Farm Out Your Financial Woes?

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by Michele S. Byers, Executive Director, New Jersey Conservation Foundation

While some may say the recession is over, jobs are still scarce and many still feel the pinch.  If you’re looking for extra income, an interesting hobby or a new business, why not try farming?  The New Jersey Chapter of the Northeast Organic Farming Association (NOFA-NJ) can help.  They are holding two new classes this month on how to start up or expand agricultural businesses.

“Farming” often brings to mind images of fields spreading out far and wide, cavernous barns full of cows, and tractors with giant tires. But farming is actually quite diverse. Even small properties can support a surprising array of agricultural products.

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As NOFA-NJ points out, there are niche markets for everything from goat cheese to fresh flowers and heirloom tomatoes. Maybe your favorite restaurant is importing specialty herbs that YOU could raise and sell.  Or maybe your town has a farmers market where you could set up a booth on weekends.

And don’t forget that organic products grown close to home are increasingly popular in the Garden State. Health-conscious consumers are seeking out foods grown without pesticides or fertilizers, and many New Jersey residents are looking to buy local.

“Exploring The Small Farm Dream” is NOFA-NJ’s four-week class designed to help answer the question, “Is starting an agricultural business right for me?”  If you have ever thought about using your green thumb to earn some greenbacks, this course may be the perfect starting point. You will learn about small-scale farming opportunities, how to assess personal and financial resources, conduct market research and develop a business plan.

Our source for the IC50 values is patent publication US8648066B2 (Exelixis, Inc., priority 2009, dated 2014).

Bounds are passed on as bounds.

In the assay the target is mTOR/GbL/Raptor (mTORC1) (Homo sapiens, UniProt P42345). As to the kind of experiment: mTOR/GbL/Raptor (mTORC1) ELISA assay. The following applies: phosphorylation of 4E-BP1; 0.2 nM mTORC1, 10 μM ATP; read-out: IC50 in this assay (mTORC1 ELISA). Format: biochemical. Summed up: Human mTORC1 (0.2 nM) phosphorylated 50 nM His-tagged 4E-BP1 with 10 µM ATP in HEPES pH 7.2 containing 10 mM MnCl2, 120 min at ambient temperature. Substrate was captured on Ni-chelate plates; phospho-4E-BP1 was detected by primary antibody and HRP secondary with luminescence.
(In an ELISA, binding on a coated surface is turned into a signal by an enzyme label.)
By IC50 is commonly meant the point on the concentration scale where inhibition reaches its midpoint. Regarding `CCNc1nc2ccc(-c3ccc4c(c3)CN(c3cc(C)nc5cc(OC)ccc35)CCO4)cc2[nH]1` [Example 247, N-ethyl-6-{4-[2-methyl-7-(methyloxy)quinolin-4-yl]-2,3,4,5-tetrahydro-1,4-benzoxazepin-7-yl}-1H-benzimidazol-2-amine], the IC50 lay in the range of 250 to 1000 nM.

If the seeds of an agricultural business have already been planted in your mind, check out NOFA-NJ’s more comprehensive course titled, “Tilling the Soil of Opportunity.”  This course is geared toward farmers looking for innovative ideas and enhanced marketing opportunities. Topics include equipment, legal issues, management and communication, risk management, marketing, budgeting and accounting, financing, succession planning, and how to evaluate resources, among others.

Both classes begin in mid-February and will be held at Duke Farms in Hillsborough.

You can register for either course by calling (908) 722-3700 any day between 11 a.m. and 2 p.m.  For more information contact NOFA-NJ at (908) 371-1111 or download a brochure under the ‘Events’ link at www.nofanj.org.

Although your farming may end up small in scale, you’ll become part of New Jersey’s rich history of agriculture. And here’s a fun fact about the Garden State’s farms: In the last decade alone, 1,455 farms totaling 120,000 acres were preserved in New Jersey!

Let’s hear it for farmers! And I hope you will consult New Jersey Conservation Foundation’s website at www.njconservation.org or contact me at info@njconservation.org, if you would like more information about conserving New Jersey’s farms, open spaces and natural resources.


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